Nhamo witnesses the commodities of the colonizer and falls prey to their allure. He chooses to mimic the dominant culture, and at once, seemingly looks down upon his old identity. Tambu perfectly notices, “All this poverty began to offend him, or at the very least to embarrass him after he went to the mission, in a way that it had not done before” (Dangarembga 7). This process of colonization and the menacing effects of mimicry can often allow a comfort in the colonized materialisms and commodities such that, upon returning to the native culture or land, the colonized who mimics the dominant culture begins to see their own traditions as inferior.

Nhamo’s mimicry of the western culture is bothersome to his sister Tambu. She notices his feelings of superiority and that he has begun to look down upon his own blood and his own identity as a result. She is bothered by his lack of interest and effort when helping on the homestead, a job that used to be required of him just to live somewhat comfortably. Tambu is even more bothered when she discovers that he loses his native tongue. However, despite her initial frustrations with her brother and his mimicked practices, she is, at the same time, extremely jealous of her brother and his access to luxuries that are unimaginable and unattainable on the homestead. This creates a sense of ambivalence in Tambu. Ambivalence, according to Ashcroft, Griffiths, and Tiffin, “describes the complex mix of attraction and repulsion that characterizes the relationship between colonizer and colonized” (10). Tambu is ambivalent about her brother’s mimicry. However, this changes as soon as her brother dies at the mission and Tambu is then brought to the mission by Babamukuru declares that “Tambudzai must be given the opportunity to do what she can for the family before she goes into her husband’s home” (Dangarembga 56).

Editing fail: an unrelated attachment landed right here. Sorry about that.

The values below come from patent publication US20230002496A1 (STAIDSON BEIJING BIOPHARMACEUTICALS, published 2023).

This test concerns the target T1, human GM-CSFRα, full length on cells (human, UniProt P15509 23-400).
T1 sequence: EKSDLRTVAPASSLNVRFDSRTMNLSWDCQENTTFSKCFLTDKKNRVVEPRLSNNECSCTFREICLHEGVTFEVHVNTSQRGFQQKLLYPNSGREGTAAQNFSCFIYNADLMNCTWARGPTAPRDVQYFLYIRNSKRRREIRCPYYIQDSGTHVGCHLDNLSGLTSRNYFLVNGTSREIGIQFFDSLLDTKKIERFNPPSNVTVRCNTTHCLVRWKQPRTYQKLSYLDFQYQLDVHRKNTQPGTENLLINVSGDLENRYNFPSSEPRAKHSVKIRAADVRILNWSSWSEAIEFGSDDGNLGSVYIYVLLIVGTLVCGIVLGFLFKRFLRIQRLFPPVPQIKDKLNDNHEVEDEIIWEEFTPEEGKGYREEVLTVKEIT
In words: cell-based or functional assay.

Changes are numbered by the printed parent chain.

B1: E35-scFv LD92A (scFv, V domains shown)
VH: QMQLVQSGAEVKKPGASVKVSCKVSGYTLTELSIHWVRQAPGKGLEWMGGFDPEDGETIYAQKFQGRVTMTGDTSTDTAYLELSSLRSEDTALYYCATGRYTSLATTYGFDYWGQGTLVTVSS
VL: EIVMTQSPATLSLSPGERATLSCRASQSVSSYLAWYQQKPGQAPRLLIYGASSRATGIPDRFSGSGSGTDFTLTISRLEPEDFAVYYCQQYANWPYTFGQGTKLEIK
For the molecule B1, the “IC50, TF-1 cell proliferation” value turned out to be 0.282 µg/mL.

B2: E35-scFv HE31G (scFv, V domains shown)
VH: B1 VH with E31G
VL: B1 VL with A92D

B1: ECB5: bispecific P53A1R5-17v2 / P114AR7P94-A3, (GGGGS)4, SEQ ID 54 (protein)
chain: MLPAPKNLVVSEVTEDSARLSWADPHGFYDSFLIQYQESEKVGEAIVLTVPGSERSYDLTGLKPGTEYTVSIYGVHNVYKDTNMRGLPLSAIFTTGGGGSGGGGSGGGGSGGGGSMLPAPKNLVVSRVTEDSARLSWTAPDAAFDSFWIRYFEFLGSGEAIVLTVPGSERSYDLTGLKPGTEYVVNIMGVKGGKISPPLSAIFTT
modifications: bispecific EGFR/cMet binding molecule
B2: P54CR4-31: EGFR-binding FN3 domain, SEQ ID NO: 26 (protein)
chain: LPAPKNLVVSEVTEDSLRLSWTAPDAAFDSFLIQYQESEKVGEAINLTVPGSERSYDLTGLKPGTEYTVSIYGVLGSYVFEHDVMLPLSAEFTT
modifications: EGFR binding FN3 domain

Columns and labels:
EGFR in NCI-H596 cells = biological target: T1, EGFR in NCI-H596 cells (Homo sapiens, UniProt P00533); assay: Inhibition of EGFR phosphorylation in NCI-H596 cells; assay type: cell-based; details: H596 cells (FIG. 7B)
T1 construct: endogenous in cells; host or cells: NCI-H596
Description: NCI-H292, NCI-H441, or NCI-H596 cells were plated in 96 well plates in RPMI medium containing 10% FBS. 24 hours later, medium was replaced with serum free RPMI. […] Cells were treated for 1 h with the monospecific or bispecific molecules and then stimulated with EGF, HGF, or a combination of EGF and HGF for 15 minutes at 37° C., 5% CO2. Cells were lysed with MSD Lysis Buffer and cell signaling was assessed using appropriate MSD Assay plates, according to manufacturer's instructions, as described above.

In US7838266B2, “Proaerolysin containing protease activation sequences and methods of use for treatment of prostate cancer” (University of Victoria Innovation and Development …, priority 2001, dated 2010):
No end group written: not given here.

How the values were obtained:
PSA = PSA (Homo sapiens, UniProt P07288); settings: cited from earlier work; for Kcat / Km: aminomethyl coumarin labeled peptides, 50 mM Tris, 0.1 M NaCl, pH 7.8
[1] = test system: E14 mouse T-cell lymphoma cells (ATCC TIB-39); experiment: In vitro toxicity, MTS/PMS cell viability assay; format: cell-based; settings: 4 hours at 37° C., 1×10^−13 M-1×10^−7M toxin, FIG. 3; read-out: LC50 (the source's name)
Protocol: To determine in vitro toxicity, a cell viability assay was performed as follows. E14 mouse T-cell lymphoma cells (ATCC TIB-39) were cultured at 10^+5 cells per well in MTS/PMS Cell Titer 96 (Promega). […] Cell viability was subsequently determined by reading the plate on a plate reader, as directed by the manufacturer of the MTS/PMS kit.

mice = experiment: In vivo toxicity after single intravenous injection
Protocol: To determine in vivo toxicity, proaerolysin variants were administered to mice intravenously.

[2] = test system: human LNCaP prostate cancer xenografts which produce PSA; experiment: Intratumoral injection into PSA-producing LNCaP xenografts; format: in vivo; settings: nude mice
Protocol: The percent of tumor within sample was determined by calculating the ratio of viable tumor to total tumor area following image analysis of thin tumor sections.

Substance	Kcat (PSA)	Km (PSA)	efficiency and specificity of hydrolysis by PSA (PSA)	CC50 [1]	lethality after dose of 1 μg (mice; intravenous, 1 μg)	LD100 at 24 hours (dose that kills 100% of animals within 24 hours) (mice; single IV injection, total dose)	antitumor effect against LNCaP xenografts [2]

As soon as Tambu is brought to the mission, she too is exposed to the western doctrines and practices that Nhamo once was. Despite her ambivalence towards mimicry before, Tambu soon begins to mimic some ways of the dominant culture. Being exposed to luxuries that were not available at the homestead (a direct correlation to the happenings between the colonized and the colonizer), Tambu decides to give in to some of the pleasures offered by the dominant culture by taking a bath. This is just the beginning of what we, the readers, see as Tambu attempted to blend into the western cultures of her “new life.” Having only read the first five chapters of Nervous Conditions, I am wondering if the effects of mimicry will engulf Tambu too?

 

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3 thoughts on “Desire and Mimicry: Robbers of Identity?

  1. I really enjoyed reading your thorough application of mimicry and ambivalence to Nervous Conditions. I struggled fully understanding the ideas of mimicry and ambivalence, but your application helped elucidated these ideas and allowed me to better understand the novel. One thing I enjoyed in the novel was the ease to which Tambu at once accepts and rejects the Western world. She longs for schooling in England with Babamakuru, but resents him when he returns. Her resentment continues as she discusses Shono with her Aunt Maiguru. Tambu is seems, to me, to exemplify the ideas of ambivalence and mimicry and the damage it has on the colonized people. She is resentful of her own people but at the same time longs for what she resents. The power of mimicry and ambivalence are a dangerous pair. Thanks for this great post!

    Liked by 1 person

  2. I like how you’ve made the connection to Nhamo in Nervous conditions. I found it interesting that he chose to continue to leave in the way he was taught in the mission. I kept asking myself why did he choose that lifestyle. But, I think that speaks to how hybridity is formed in some cultures and its people.

    Liked by 1 person